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Labour government would set up housing department and second-home levy

Words: Laura Edgar
John Healey / Chris McAndrew

John Healey MP has told the Labour Party Conference that change is needed if people are to have a ‘safe, secure and affordable place they can call home’.

He committed a future Labour government to establishing a housing department, building council homes and setting up a second-home levy to solve the housing crisis.

The next Labour administration, Healey insisted, would be the “most radical” government on housing “since that great post-war Labour government”.

The shadow housing secretary pledged that a Labour Government would:

  • Set up a “fully-fledged” housing department to lead the drive to fix the housing crisis;
  • End rough sleeping within a Parliament;
  • Control rent, end no-fault evictions and put a stop to the “tyranny” of rogue landlords;
  • Give first-time buyers on ordinary incomes the opportunities “only the rich get under the Tories”; and
  • Get councils building council housing – and build a million new “truly” affordable council and housing association homes.

“Radical, deliverable, Labour,” he declared.

A new national housing mission would demand more from all – commercial housebuilders and housing associations, lenders and landlords, from tenants to local councils.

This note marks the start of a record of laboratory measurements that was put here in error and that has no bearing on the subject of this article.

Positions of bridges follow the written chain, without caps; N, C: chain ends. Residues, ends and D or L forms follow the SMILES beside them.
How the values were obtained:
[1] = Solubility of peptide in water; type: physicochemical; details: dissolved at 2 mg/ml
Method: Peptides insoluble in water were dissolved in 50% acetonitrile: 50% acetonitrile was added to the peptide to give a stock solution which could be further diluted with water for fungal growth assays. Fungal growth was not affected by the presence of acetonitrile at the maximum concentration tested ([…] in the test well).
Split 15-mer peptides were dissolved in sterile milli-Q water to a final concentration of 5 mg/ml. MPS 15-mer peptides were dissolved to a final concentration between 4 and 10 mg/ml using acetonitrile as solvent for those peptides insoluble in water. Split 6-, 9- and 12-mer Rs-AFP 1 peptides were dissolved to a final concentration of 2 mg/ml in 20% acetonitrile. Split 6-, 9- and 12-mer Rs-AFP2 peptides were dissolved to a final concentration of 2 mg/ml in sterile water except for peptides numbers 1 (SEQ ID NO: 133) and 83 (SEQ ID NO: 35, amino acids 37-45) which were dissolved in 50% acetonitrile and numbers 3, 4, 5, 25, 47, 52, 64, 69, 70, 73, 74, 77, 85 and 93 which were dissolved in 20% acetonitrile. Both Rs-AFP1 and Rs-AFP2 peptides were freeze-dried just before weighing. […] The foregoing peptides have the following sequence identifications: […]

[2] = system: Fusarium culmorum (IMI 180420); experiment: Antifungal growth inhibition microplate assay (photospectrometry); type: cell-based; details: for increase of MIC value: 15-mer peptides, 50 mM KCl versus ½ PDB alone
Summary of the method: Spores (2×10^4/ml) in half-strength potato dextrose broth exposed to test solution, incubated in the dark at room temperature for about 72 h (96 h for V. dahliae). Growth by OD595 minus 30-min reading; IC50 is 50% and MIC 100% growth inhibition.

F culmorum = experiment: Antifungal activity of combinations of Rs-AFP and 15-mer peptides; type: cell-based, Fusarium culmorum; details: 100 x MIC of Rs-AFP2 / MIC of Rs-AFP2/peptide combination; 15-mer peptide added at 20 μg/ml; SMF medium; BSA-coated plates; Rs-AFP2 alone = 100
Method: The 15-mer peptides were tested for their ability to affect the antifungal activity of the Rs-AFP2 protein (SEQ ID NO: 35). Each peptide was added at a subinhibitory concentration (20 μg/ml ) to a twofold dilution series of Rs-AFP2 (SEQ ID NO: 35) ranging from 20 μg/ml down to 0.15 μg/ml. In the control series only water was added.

Healey said Labour backs new unions for renters, and would fund them in every part of the country, “so renters who feel helpless in the face of this housing crisis can organise and defend their rights”.

To even up the housing market, a Labour government would introduce a national levy on second homes used as holiday homes, so that homeless families have “the chance of a first home”.

He concluded by questioning why nearly half of Grenfell survivors still do not have a permanent home.

“If this was your home, would it really take this long to fix? If this was where your family slept each night, would you fail to act over 15 long months?”

‘Root and branch’ review of planning system

At a fringe event at the party conference, shadow planning minister Roberta Blackman-Woods launched a “root and branch rethink” of the planning system.

The rethink will be undertaken by a planning commission. It aims to give local communities more of a voice in local planning decisions, with the party concerned that the government deregulation of planning has resulted in residents being ignored when decisions are made regarding development.

The commission will consider the planning process and the necessary infrastructure to underpin new development, as well as how to address marginalised voices of the community in the planning process.

Victoria Hills, chief executive of the RTPI, has joined the commission, along with representatives from other industry organisations including the Royal Institute of British Architects and the Federation of Master Builders.

Hills said: “A renewed focus on planning which works in the public interest and gives communities a voice is warmly welcomed, as is the recognition of the important role of training and resourcing of planners to deliver a pipeline of talented future planners.”

“Our 25,000 members are at the coal-face of the planning system and – uniquely – I will be able to bring their expertise to the policy-making table.”

The commission said it will issue a call for evidence on 25 October.

Image credit | Chris McAndrew